- Help Which Math Curriculum Should I use is a post from Bekki @ A Better Way to Homeschool where we learn to train our children to become lifelong learners. If you have enjoyed this post, be sure to enter your email in the box on the right and to follow Bekki on YouTube, Twitter, Facebook, Pinterest, and Google+!
Math for the Lifelong Learner
(25 Minute Video Filled with Ideas)
I only taught in a small school for 3 years, but I was blessed to work with 5th and 6th graders. The Lord then called me home to homeschool my then 5th grader (my oldest son). I was shocked that most of my classroom kids did not know their facts. It made teaching scale measurements, conversions, and algebra a nightmare to teach. Simple lessons that should take about 20-30 minutes were murder for them to complete.
The bigger shock was when I sat with my own son and realized he too lacked these math facts...
After eating a big piece of humble pie we had to double time it. I had to teach him his math facts and teach him his math concepts. It was horrible. He's 20 now and a sophomore in college and both he and I agree those first two years of homeschooling were awful!
Fast forward to today. I have 4 more sons ages 15, 11, 9, and 7. My 15 year old did twice as well as my oldest with his facts, but he still had holes until 6th grade.(I honestly found a small math class for him to attend because he is a different kind of learner than I am and we could not sync in the area of math.)
Here's the benefit if having two guinea pigs kids... My 3 musketeers.
Although I still use curriculum, I spend much more time with almost a drill and kill mentality with their facts. I learned that important truth a few years ago...
You can teach a 13 year old in a day almost anything that they are ready to absorb.
That translates to other subjects as well ( like reading). So many of us try to teach first grade, third grade etc, rather than teaching the child, don't you think?
So how do you teach math facts?
You need to look at your child (if you have more than one, you need to study them separately. They'll likely be very unique).
How old are they? Do they learn by seeing, hearing, or doing? I've linked to a great site on the different ways kids learn here.
There are a bazillion ways to learn and practice the facts. They really need to be memorized. Sorry. Now way around this one. The only was to practice is to do over, and over, and over again.
Examine your Own Math Mentality
- Do you hate math? Do you voice that to your children? Does math confuse you? Do you say things like, "I never could do math well," rather than, "Hmmm, I do not remember how to do this right now, I guess my brain gets to exercise!"Many homeschoolers do not feel qualified to teach math, that's OK. Instead learn it together!
Purpose to Speak Positively about Math
- "Math is everywhere!"
- "I'm glad I know how to add because that means I know _____."
- "I like the challenge of math!"
- You get the idea.
Get Help if you really Do Not Understand
- When you hit a math wall and simply cannot solve it in order to explain it to your child, seek help. Tell your student you need to have someone explain it to you. Affirm that there is always someone who is willing to help if you are humble enough to ask. Our kids need to see us ask for help! Here is a great online help for you and your kids.
Practical Ideas (Here are some of my favorite math things:)
Writing fact families:
(addition/subtraction and multiplication/division)
Be creative with where and how they write their facts:
- dry eraser markers on windows and mirrors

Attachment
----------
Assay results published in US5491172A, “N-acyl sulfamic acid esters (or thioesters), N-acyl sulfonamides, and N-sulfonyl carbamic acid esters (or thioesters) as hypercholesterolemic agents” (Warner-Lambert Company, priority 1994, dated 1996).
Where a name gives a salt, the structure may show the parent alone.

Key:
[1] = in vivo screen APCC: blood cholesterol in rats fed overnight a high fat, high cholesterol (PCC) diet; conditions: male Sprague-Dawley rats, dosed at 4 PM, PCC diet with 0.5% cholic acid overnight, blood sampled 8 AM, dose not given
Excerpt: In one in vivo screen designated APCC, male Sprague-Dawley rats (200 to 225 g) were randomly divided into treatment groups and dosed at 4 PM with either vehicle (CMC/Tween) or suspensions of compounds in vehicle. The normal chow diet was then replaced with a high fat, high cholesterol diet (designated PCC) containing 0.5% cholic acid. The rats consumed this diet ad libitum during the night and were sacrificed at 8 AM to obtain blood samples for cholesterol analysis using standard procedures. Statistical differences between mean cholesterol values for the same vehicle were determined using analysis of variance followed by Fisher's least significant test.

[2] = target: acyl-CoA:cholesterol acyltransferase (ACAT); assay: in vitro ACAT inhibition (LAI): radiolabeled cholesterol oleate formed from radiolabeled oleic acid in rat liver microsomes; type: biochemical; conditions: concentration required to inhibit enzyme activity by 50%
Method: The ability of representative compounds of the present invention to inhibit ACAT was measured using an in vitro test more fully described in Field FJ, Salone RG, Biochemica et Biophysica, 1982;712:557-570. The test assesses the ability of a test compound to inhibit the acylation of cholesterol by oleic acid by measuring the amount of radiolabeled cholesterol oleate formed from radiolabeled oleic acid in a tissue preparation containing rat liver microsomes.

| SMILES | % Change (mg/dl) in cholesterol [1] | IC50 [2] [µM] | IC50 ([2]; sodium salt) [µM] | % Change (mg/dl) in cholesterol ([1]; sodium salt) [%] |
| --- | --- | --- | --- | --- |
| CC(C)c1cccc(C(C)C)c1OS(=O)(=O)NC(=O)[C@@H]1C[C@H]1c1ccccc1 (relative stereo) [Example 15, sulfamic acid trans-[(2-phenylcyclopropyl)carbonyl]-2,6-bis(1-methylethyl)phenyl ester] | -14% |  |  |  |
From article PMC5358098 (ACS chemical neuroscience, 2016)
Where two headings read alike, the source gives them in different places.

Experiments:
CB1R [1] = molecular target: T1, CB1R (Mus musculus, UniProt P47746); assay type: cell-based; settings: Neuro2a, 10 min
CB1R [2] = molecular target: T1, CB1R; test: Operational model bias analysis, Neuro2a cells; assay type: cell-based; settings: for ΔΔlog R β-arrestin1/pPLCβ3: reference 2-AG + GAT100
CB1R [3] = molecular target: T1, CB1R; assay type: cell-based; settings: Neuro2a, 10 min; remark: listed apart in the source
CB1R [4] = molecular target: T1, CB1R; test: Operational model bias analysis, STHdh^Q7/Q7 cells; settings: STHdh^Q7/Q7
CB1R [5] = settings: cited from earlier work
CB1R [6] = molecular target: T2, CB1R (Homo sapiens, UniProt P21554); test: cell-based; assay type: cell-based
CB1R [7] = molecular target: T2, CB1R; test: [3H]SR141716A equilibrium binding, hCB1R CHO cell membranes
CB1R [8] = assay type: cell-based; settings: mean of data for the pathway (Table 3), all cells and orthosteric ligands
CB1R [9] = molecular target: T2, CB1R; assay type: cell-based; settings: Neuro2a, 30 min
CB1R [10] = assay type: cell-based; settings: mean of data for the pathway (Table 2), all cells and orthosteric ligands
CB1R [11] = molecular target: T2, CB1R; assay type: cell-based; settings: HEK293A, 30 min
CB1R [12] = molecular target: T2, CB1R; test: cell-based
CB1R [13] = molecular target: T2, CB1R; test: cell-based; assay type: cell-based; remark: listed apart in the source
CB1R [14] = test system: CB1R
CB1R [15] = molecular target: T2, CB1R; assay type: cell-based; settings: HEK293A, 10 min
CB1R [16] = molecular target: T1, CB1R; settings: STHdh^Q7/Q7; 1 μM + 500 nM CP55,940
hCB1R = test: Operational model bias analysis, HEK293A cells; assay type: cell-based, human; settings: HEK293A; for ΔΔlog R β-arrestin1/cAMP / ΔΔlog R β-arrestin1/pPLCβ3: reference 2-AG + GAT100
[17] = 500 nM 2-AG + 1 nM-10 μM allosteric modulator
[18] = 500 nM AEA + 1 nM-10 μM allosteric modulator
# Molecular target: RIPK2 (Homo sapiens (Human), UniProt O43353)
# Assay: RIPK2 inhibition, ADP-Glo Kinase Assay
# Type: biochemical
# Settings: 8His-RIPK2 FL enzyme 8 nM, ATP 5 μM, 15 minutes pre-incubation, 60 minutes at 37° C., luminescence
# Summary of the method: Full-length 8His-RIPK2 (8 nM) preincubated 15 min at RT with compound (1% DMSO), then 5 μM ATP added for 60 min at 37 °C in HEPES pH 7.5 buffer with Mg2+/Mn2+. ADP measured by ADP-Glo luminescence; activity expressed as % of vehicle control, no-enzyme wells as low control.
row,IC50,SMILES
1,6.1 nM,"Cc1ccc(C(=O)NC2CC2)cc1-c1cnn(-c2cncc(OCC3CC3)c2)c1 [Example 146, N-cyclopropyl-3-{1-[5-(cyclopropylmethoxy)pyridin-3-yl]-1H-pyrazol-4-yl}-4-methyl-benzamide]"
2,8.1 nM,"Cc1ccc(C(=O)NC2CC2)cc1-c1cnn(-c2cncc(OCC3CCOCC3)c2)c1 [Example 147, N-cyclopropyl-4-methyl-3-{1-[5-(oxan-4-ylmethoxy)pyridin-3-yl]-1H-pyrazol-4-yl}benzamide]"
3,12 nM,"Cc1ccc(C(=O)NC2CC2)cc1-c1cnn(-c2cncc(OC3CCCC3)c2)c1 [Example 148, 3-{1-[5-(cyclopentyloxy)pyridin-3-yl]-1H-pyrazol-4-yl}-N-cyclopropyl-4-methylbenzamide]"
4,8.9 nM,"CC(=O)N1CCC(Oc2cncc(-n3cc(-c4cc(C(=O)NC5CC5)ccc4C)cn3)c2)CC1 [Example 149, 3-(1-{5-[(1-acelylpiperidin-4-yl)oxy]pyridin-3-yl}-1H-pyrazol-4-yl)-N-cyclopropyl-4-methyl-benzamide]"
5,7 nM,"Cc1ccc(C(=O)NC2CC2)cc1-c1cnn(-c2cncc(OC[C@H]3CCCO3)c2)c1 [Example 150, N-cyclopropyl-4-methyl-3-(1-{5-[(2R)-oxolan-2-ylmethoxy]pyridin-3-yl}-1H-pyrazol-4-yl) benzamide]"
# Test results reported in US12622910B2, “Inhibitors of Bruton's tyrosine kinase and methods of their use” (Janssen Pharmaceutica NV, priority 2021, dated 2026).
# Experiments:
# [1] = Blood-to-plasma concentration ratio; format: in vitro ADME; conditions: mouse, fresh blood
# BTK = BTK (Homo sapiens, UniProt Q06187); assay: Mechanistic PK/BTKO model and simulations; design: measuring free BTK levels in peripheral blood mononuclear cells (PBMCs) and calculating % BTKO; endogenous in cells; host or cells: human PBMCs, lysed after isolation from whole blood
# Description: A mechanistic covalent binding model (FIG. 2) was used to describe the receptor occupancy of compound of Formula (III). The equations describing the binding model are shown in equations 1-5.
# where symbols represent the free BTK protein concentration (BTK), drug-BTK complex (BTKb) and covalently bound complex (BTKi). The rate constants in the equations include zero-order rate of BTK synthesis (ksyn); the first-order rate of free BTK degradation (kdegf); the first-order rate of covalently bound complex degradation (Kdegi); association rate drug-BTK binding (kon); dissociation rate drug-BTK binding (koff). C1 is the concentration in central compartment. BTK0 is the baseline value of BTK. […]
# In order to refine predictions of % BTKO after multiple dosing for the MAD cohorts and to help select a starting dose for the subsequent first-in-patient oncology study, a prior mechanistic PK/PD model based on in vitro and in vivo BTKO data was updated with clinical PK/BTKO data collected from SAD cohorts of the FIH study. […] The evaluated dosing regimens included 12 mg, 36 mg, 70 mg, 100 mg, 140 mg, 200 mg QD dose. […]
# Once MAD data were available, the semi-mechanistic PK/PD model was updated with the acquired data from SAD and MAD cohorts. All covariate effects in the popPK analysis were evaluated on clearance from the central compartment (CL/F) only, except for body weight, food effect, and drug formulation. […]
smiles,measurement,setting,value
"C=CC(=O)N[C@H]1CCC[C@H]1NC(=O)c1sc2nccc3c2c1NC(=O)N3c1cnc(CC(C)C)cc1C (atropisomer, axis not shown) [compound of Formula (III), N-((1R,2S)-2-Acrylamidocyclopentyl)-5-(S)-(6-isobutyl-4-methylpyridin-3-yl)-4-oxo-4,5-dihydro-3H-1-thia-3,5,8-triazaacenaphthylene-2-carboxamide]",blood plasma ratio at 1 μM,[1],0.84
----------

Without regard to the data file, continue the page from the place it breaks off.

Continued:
- sidewalk chalk
- writing on sandpaper
- using magnetic numbers on fridge
Drill gamesWe do drill games kind of like "mother may I". Call out math questions, if they get it right then they take a step forward.If they get it wrong, take a step back. If they start counting to the answer they stand still.
Use anything from blocks and pattern tiles, Cheerios, M&M's, and play games. You grab 5 and I'll give you 12 more, how many?
If I make 4 groups of 3, how many will there be all together?
Here are handfuls of snacks... divide them into 6 separate zip-lock baggies evenly.
Note: Give kids time to explore manipulatives without giving them guidelines. I always let my kids "play" with new manipulatives a week or two before I use them in a lesson.
The frustration in teaching math comes from a few things:
Our own attitude.
Curriculum causes so many issues. We feel our kids need to "get it" and be able to move forward from concept to concept. Page 27 means nothing. It's like expecting a child to read a book but they only know 11 letters and sounds of the alphabet. Remember curriculum is a tool, not the goal.
*Establish a clear math goal (or set of goals) for your student and use the curriculum to help you get there. That may mean you skip pages, even chapters of the book!
What about how well my kiddo is doing compared to yours? Shouldn't my child be a grade level? I feel like a failure because I barely can complete the fourth grade math book without an answer key!
Guilt binds us. We need to release it. Curriculum doesn't teach our kids. We teach our kids and we sometimes use curriculum to teach them;).
Work on facts daily.
Print a bunch of math fact drill sheets and do timed drills (if they at least tolerate them I have one child that drills devastate. for some reason a timed drill shuts his brain down.)
Measure things with rulers, measuring tapes, straws, bananas
Go to the store and pretend (or really buy) as many things as possible with $100.
Lastly, it is important to remember that not all of our kids are destined to be mathematicians. That's OK. But everyone needs their facts down:).Focus on the basics and build your math program around fundamentals. Don't rush your young children. If they master their facts they will be well ahead of their peers in the end!Was this helpful? Do you have any questions or concerns? Ideas? Suggestions? I love hearing from you!